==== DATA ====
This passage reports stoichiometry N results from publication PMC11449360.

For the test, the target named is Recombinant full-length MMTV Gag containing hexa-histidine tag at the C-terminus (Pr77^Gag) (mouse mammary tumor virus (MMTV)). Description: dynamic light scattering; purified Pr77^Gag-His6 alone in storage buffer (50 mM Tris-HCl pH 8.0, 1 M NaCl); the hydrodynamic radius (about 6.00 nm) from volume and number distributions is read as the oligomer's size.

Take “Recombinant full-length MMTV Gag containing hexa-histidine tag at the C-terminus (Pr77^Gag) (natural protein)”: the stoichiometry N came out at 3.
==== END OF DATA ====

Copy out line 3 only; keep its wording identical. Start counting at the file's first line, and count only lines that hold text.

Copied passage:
Take “Recombinant full-length MMTV Gag containing hexa-histidine tag at the C-terminus (Pr77^Gag) (natural protein)”: the stoichiometry N came out at 3.